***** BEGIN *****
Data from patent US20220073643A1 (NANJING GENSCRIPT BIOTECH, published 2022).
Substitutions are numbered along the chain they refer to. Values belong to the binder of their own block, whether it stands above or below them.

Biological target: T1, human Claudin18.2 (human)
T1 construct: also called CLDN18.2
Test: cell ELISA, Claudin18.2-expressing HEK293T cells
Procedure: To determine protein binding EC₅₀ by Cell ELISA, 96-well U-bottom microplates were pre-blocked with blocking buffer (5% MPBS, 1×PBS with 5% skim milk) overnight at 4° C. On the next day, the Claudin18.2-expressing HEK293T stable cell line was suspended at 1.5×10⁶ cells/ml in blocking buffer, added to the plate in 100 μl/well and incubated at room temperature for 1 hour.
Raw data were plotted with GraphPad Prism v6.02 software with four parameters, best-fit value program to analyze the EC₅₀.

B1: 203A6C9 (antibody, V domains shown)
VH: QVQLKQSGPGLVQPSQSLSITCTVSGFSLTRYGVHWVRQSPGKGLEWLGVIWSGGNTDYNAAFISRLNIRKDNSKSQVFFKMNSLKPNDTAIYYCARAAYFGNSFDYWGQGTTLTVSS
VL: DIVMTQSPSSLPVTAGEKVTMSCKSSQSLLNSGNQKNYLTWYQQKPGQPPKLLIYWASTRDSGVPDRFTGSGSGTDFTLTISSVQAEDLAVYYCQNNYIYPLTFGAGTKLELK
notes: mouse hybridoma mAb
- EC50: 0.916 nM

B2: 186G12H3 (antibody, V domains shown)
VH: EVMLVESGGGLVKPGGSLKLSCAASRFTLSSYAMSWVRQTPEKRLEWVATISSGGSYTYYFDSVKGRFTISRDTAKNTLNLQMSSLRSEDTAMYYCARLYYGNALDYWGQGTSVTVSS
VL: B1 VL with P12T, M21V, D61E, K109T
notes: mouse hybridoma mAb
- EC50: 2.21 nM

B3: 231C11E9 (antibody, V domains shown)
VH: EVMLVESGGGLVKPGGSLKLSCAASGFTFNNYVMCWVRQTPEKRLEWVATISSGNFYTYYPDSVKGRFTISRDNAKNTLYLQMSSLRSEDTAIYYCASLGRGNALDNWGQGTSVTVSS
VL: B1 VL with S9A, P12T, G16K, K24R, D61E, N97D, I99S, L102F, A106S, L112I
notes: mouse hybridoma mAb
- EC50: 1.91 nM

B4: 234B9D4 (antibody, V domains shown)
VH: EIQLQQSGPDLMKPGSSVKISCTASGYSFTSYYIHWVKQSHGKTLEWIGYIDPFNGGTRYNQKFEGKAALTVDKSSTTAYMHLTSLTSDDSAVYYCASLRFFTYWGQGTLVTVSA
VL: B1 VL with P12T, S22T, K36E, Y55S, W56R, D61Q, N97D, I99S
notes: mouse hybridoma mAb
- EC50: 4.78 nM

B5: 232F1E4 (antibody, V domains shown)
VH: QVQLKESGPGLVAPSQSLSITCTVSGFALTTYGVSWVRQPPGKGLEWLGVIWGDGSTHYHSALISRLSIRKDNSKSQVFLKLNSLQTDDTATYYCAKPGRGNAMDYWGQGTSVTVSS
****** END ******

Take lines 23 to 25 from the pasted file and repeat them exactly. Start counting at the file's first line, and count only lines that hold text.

B4: 234B9D4 (antibody, V domains shown)
VH: EIQLQQSGPDLMKPGSSVKISCTASGYSFTSYYIHWVKQSHGKTLEWIGYIDPFNGGTRYNQKFEGKAALTVDKSSTTAYMHLTSLTSDDSAVYYCASLRFFTYWGQGTLVTVSA
VL: B1 VL with P12T, S22T, K36E, Y55S, W56R, D61Q, N97D, I99S